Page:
I live in Central Italy, I would like to plant some vegetables in a little piece of land 4m x 2m in the garden of my grandma. Since the garden is not mine, I can't plant stuff wherever I want, so this is all I can use.

This little piece of land, goes from full shade to partial sunlight (it's located at north of a tall building). Since I don't have a lot of space already, I want to use it all and not just the part in partial sunlight.

So my question is, is there any vegetable that grows in the summer and does well in full shade? I can't seem to find anything.. the only vegetables that I can grow here, and I can find at the local store, that can do pretty well with a little sun are lettuce, carrots, potatoes, spinaches, celery and a few more. The problem is that some of these grow in the winter/fall and still need a few hours of sunlight a day. Do you have any idea on how I can use that little space in full shade?

Thank you!


4 Answers 4


It is almost impossible to grow vegetables in house shade. If the area gets two to three hours of fairly sunny partial shade, you might be able to grow black raspberries or gooseberries, but I don't know if your grandma would like you to grow perennial vegetables there.

  • Thanks for the advice! But it get like 0 minutes of direct sunlight a day.. The land is like a rectangle, one part doesn't get any sun at all because there is the shadow of the building, the middle part is a little covered from a tree but It get a few hours of sunlight a day, and the north part gets full sunlight pretty much all day
    – Andrea
    Mar 23, 2021 at 15:27

Nettles likes shade and is quite tasty and healthy ... but most consider it a pest so let's skip over.

Radishes grow like weeds - quickly and even in the dark.

And lastly, again rather as a comment, Pelargonium - the toughest flower on the planet. I once forgot one in the dark without water for 12 months. When I found it it had nearly died. Point being, this thing can live in complete shade and winter down to perhaps -15C.

One last idea: a reflector. If some shiny/white "wall" is constructed strategically, could it increase sun exposure of the whole area significantly?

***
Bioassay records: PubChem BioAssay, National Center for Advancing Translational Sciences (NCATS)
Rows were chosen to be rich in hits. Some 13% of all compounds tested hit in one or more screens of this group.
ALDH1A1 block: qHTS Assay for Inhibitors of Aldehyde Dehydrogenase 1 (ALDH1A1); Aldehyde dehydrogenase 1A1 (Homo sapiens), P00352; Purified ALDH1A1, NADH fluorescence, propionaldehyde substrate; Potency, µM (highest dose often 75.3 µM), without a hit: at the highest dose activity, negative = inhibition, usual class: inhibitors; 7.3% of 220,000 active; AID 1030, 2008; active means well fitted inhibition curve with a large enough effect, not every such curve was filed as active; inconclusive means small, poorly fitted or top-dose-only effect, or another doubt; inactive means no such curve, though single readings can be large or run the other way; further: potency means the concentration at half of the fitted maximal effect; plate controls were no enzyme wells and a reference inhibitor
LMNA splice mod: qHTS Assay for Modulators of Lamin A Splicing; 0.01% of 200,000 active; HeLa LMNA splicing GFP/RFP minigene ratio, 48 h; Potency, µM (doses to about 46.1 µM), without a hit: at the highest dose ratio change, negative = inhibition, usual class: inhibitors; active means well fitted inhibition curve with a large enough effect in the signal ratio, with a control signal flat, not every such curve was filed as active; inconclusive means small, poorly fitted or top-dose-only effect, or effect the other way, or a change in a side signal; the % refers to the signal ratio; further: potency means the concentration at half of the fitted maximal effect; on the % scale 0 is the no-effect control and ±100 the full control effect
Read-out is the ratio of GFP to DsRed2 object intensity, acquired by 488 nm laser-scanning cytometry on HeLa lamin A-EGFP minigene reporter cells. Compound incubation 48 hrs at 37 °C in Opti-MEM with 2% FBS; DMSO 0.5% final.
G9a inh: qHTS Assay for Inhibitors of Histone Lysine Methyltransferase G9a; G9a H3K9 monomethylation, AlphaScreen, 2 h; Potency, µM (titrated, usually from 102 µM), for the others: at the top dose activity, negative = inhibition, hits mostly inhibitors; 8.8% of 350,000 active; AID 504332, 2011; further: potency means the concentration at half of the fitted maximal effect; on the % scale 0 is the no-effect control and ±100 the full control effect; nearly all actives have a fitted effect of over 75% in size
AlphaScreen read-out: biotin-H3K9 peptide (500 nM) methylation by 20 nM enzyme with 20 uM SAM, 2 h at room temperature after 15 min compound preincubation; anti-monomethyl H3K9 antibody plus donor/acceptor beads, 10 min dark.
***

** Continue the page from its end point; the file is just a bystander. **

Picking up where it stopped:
Depends what you mean by "shade". If you mean dense shade of a maple forest ,not much will grow. If you mean no direct sun but open sky , then leaf crops like spinach and chard should be good. May try coles ( cabbage, etc ) , not great but you may get something.


It's hard to say with certainty without knowing how strong your indirect light is. So, I'm just going to share the most likely candidates that come to mind, whether or not they'll actually work for you.

I've found that Jerusalem artichokes don't need a terrible lot of light to get big tubers in my garden. I could see them doing fine with even less. Note that Jerusalem artichokes aren't artichokes; they're sunflowers, but they're a root vegetable. They're also known as sunchokes and sunroots.

Welsh onions / bunching onions (Allium fistulosum) seem to do decently without a lot of light.

Horseradish does pretty well. I have a plant that is pretty much in full shade.

Maybe alpine strawberries.

Maybe wonderberries.

Arugula should do fine.

Whatever you try, make sure the soil is good, nourished, and properly watered. Poor, dry soil and low light aren't a good combination for most things. Excellent soil can get great results in more light levels.

When growing in low light, it's more important than usual to avoid crowding your plants, especially if they're fruiting crops. It's perhaps also more important than usual to make sure they have enough soil.

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